The Iowa Chad Leistikow, Hawk Central
IOWA CITY, Ia. — A wide smile crept onto Chauncey Golston’s already-jovial face as he recalled his teammate’s fight back. Kristian Welch’s persistence in recovery made for plenty of laughs.
“Kristian would be like, ‘I’m not hurt,’” Golston, Iowa’s menacing defensive end, said with a chuckle. “(The medical staff) would be like, ‘Well, do this test.’ ‘No, we don’t need to do that! I’m good though!’”
“It was really funny. But it was good to have him back.”
The upper-body stinger that kept Welch sidelined for three-plus games was certainly a serious medical matter — but the injury’s unpredictability made for plenty of lobbying week-to-week. There was no set timetable on when Iowa’s senior linebacker would resurface. Finally, after countless days of disappointment, Saturday was the magic date.
What a return it was.
In helping ignite No. 22 Iowa’s 23-19 toppling of previously unbeaten Minnesota, Welch rolled up a team-high 11 tackles, a pivotal sack and 1.5 tackles for loss en route to a run-game shutdown. Remove sacks and the No. 7 Gophers barely mustered three yards per carry. Welch’s emphatic presence in the middle was as big a reason why.
“Kristian has been here. He’s used to this stage.” Golston said. “He’s loud with the calls It was really great. You could feel his energy giving us the calls. He’s stepping up in case we don’t hear it. It was really nice having Kristian back.”
As much as players accept injuries as part of doing business, no fourth-year guy wants to see his senior year disrupted by health concerns. This wasn’t a broken bone or fracture either, where the absence length is much more concrete. Welch had to overcome this obstacle from multiple ends.
It was a massive mental challenge, particularly last week, as Welch couldn’t contribute against his home-state Badgers in Madison. Perhaps Wisconsin’s 24-22 win — and Jonathan Taylor’s 250-yard ground performance — unfolds differently if Welch is roaming the middle. Call that the pinnacle of this month-long turbulence.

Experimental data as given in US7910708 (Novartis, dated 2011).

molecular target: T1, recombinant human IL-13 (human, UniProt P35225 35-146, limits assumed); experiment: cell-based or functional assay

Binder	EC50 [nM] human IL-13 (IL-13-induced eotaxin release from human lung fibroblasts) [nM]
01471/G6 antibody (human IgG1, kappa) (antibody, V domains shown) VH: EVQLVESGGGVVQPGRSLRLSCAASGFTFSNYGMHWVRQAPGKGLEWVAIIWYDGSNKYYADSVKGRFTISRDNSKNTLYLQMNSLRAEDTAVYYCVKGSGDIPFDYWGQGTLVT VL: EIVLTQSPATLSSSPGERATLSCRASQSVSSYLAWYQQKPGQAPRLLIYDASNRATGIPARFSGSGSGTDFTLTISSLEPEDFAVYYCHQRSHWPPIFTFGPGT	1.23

However, optimism sprouted early last week. Welch was cleared last Sunday and practiced without a hiccup. The end of this difficult journey had finally come.
“With that type of injury, you just never know when the nerve is going to come back and heal,” Welch said. “It’s just a waiting game. It’s been very frustrating, being a senior and wanting to be able to go out there and play with your guys.
“I just tried to stay mentally into it — preparing like I was going to start each week — because you never did really know if you’re going to get cleared. It’s a very slow process. There’s no pain associated at all. The strength deal is the biggest thing to show that the nerve is healing. … It obviously felt really good being out there with my guys again.”
No play better illustrated that than Welch’s second-quarter takedown. With Minnesota already stuck in a 20-3 hole, Tanner Morgan and company desperately needed an end-zone answer before the break. The drive started promisingly with Tyler Johnson’s 38-yard grab, pushing the Gophers into Iowa territory. A key fourth-down conversion followed soon after.
That’s when Welch came bulldozing through.
The senior linebacker came on a delayed blitz, surging around the edge untouched to drop Morgan for an eight-yard loss. Even with Minnesota in plus territory, that sack derailed the entire drive. The Gophers punted from the Hawkeyes’ 33-yard line thee plays later.
Veteran pieces halt momentum when it’s bubbling on the other side. Welch did exactly that in a pivotal spot. That moment — and all the others that unfolded Saturday — made the grind back worth it.
“Always hate to lose a veteran player. It's harder for the player because they're sitting there watching that clock tick on their career. That's hard. You hate to lose a veteran guy, but to get one back is a real benefit,” Iowa coach Kirk Ferentz said. “Kristian is a veteran guy who has been playing his best football. That's what you hope with a guy that's a senior, to get him back. Just really happy about that.”
Every Iowa defensive player who spoke postgame echoed the same. Riley Moss, who missed multiple weeks with his own injury, understood Welch’s circuitous trek back. Cornerback Matt Hankins felt the impact from the backend. Safety Geno Stone saw the same determination Golston witnessed in Welch’s climb back.
“Throughout the weeks, Kristian was always trying to come back,” a laughing Stone said. “He kept trying to push it, push it, push it. You can ask anybody on defense. He was trying to get back each week.”
Now Welch is back. The Hawkeyes are certainly better for it.
Dargan Southard covers Iowa and UNI athletics, recruiting and preps for the Des Moines Register, HawkCentral.com and the Iowa City Press-Citizen. Email him at firstname.lastname@example.org or follow him on Twitter at @Dargan_Southard.